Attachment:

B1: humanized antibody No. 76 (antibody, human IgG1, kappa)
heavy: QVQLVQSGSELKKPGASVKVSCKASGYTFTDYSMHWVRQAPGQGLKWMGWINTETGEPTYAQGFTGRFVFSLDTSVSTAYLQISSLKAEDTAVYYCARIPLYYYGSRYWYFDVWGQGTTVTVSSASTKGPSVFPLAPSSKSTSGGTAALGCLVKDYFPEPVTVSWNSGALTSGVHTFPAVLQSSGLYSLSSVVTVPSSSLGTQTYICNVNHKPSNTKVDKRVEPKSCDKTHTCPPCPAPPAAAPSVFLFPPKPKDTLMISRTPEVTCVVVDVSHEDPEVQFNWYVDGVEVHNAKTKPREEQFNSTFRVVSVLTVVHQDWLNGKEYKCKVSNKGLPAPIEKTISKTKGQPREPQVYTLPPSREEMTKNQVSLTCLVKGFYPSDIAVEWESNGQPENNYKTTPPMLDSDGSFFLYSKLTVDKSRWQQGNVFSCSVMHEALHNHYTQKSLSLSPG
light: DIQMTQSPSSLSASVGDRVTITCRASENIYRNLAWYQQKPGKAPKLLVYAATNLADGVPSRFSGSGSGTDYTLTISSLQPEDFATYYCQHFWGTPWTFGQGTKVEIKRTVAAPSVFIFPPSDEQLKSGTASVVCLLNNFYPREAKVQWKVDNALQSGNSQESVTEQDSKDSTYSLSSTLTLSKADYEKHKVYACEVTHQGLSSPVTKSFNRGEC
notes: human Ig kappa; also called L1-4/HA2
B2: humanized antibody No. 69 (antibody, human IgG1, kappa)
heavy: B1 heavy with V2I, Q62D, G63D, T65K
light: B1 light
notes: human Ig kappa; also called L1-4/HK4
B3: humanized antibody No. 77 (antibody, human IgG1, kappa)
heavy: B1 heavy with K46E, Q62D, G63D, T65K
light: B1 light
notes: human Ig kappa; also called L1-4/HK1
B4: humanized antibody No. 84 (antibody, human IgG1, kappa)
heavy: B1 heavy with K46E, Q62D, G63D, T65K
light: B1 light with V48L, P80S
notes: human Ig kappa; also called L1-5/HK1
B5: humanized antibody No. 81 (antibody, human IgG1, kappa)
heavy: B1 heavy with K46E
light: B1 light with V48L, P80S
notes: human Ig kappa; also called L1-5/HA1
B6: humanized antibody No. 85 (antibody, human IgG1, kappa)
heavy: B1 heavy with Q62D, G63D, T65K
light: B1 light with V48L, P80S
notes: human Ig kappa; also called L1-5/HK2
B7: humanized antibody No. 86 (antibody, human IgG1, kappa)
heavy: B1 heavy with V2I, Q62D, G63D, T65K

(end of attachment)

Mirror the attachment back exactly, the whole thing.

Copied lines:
B1: humanized antibody No. 76 (antibody, human IgG1, kappa)
heavy: QVQLVQSGSELKKPGASVKVSCKASGYTFTDYSMHWVRQAPGQGLKWMGWINTETGEPTYAQGFTGRFVFSLDTSVSTAYLQISSLKAEDTAVYYCARIPLYYYGSRYWYFDVWGQGTTVTVSSASTKGPSVFPLAPSSKSTSGGTAALGCLVKDYFPEPVTVSWNSGALTSGVHTFPAVLQSSGLYSLSSVVTVPSSSLGTQTYICNVNHKPSNTKVDKRVEPKSCDKTHTCPPCPAPPAAAPSVFLFPPKPKDTLMISRTPEVTCVVVDVSHEDPEVQFNWYVDGVEVHNAKTKPREEQFNSTFRVVSVLTVVHQDWLNGKEYKCKVSNKGLPAPIEKTISKTKGQPREPQVYTLPPSREEMTKNQVSLTCLVKGFYPSDIAVEWESNGQPENNYKTTPPMLDSDGSFFLYSKLTVDKSRWQQGNVFSCSVMHEALHNHYTQKSLSLSPG
light: DIQMTQSPSSLSASVGDRVTITCRASENIYRNLAWYQQKPGKAPKLLVYAATNLADGVPSRFSGSGSGTDYTLTISSLQPEDFATYYCQHFWGTPWTFGQGTKVEIKRTVAAPSVFIFPPSDEQLKSGTASVVCLLNNFYPREAKVQWKVDNALQSGNSQESVTEQDSKDSTYSLSSTLTLSKADYEKHKVYACEVTHQGLSSPVTKSFNRGEC
notes: human Ig kappa; also called L1-4/HA2
B2: humanized antibody No. 69 (antibody, human IgG1, kappa)
heavy: B1 heavy with V2I, Q62D, G63D, T65K
light: B1 light
notes: human Ig kappa; also called L1-4/HK4
B3: humanized antibody No. 77 (antibody, human IgG1, kappa)
heavy: B1 heavy with K46E, Q62D, G63D, T65K
light: B1 light
notes: human Ig kappa; also called L1-4/HK1
B4: humanized antibody No. 84 (antibody, human IgG1, kappa)
heavy: B1 heavy with K46E, Q62D, G63D, T65K
light: B1 light with V48L, P80S
notes: human Ig kappa; also called L1-5/HK1
B5: humanized antibody No. 81 (antibody, human IgG1, kappa)
heavy: B1 heavy with K46E
light: B1 light with V48L, P80S
notes: human Ig kappa; also called L1-5/HA1
B6: humanized antibody No. 85 (antibody, human IgG1, kappa)
heavy: B1 heavy with Q62D, G63D, T65K
light: B1 light with V48L, P80S
notes: human Ig kappa; also called L1-5/HK2
B7: humanized antibody No. 86 (antibody, human IgG1, kappa)
heavy: B1 heavy with V2I, Q62D, G63D, T65K